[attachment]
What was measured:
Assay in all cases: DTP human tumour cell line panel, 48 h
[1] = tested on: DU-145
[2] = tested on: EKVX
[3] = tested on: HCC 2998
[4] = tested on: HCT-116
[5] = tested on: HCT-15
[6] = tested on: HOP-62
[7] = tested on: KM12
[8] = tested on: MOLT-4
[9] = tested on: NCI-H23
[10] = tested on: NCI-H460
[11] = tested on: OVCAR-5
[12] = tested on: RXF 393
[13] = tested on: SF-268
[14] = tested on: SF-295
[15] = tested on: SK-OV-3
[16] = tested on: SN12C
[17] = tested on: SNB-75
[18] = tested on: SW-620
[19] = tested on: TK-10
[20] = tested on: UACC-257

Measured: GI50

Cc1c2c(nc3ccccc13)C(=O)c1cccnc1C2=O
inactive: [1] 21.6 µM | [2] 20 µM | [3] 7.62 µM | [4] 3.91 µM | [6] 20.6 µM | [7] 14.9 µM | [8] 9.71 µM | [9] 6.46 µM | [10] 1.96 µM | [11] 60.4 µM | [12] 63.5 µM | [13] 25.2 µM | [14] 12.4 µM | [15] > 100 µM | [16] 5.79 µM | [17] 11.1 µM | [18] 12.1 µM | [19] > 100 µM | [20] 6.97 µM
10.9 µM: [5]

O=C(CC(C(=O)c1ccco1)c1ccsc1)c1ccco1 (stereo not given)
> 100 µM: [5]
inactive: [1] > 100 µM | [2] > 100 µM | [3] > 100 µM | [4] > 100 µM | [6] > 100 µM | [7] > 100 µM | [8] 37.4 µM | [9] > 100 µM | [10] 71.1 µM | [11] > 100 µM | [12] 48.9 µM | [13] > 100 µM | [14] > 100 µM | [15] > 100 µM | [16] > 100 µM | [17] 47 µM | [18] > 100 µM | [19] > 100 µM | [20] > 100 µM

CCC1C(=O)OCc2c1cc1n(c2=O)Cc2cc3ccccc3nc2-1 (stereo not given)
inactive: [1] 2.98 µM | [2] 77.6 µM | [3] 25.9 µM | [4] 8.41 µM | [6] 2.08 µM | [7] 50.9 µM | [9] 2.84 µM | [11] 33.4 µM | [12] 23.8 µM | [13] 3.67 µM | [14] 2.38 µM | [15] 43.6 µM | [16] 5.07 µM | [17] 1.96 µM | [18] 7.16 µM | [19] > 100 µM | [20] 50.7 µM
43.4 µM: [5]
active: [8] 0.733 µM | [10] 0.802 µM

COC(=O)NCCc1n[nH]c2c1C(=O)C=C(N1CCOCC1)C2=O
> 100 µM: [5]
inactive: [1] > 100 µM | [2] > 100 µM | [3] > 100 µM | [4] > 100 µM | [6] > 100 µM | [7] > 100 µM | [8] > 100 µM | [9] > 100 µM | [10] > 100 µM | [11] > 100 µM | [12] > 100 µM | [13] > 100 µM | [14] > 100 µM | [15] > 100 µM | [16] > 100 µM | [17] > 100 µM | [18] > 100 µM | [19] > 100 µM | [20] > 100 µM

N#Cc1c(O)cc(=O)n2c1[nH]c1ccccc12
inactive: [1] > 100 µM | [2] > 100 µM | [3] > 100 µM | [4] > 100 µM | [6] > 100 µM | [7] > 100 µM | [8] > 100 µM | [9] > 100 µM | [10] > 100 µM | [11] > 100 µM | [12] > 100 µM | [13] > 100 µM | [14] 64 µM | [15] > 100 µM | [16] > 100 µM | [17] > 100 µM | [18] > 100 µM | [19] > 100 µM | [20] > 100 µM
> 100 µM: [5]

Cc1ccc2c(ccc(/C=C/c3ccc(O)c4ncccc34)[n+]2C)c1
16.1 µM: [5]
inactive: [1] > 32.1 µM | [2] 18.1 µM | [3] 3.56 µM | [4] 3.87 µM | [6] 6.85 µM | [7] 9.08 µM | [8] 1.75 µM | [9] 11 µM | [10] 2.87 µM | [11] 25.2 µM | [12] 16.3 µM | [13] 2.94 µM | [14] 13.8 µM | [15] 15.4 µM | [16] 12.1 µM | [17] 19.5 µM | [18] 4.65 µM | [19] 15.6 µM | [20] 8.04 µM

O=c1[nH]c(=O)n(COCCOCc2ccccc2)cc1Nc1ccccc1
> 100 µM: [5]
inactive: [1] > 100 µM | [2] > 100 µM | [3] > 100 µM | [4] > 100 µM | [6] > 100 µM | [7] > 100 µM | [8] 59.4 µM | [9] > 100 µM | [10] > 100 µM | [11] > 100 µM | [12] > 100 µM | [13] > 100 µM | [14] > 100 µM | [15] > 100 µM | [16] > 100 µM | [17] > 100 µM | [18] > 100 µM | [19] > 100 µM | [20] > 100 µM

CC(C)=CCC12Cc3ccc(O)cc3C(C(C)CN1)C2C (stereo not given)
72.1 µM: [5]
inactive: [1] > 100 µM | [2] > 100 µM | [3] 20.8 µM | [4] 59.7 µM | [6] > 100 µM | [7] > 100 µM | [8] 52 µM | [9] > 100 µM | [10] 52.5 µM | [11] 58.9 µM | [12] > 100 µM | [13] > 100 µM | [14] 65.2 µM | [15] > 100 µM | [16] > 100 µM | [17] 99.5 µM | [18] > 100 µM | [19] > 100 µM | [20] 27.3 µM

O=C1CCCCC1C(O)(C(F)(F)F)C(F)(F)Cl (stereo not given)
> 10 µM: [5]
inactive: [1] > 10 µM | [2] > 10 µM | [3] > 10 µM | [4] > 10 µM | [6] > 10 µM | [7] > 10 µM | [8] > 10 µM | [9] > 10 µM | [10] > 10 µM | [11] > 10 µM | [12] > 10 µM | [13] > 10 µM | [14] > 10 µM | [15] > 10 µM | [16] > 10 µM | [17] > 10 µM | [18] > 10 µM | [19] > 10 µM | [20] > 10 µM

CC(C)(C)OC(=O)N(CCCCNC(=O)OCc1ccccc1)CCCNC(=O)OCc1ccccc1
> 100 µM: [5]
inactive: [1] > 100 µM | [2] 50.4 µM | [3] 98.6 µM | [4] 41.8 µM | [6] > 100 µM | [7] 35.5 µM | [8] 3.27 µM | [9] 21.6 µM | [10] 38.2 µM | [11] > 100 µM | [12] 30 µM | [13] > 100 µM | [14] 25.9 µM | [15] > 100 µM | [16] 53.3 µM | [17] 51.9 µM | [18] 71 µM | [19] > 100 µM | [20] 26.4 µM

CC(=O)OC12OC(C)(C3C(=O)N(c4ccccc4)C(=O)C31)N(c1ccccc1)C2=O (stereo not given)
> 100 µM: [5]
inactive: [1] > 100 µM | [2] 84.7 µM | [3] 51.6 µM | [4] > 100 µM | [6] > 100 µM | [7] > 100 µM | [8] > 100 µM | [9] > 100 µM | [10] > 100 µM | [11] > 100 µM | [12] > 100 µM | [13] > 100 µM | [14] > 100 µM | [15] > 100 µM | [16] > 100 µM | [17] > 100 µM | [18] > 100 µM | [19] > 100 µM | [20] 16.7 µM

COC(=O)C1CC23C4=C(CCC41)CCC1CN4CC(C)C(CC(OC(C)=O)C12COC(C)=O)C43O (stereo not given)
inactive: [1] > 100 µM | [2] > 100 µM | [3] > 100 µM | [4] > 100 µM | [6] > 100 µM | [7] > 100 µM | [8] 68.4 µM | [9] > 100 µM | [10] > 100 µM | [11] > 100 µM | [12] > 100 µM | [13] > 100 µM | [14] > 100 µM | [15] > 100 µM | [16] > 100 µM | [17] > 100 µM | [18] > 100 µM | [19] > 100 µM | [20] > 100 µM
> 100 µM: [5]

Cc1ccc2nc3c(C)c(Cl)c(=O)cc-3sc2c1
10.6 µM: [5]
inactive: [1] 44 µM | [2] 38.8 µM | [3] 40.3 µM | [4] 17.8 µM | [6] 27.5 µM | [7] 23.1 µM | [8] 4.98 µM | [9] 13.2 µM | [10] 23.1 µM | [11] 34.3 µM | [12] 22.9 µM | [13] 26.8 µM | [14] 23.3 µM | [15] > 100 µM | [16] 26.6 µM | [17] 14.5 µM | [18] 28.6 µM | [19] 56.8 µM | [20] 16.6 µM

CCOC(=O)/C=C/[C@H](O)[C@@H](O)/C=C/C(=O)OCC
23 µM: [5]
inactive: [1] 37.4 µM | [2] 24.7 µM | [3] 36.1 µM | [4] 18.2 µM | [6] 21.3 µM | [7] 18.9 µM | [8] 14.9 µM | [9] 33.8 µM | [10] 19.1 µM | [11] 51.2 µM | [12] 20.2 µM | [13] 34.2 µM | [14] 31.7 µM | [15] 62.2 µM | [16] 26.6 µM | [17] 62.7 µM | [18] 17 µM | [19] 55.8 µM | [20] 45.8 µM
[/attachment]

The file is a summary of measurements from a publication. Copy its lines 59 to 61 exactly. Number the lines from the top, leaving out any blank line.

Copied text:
inactive: [1] > 100 µM | [2] > 100 µM | [3] > 100 µM | [4] > 100 µM | [6] > 100 µM | [7] > 100 µM | [8] 68.4 µM | [9] > 100 µM | [10] > 100 µM | [11] > 100 µM | [12] > 100 µM | [13] > 100 µM | [14] > 100 µM | [15] > 100 µM | [16] > 100 µM | [17] > 100 µM | [18] > 100 µM | [19] > 100 µM | [20] > 100 µM
> 100 µM: [5]

Cc1ccc2nc3c(C)c(Cl)c(=O)cc-3sc2c1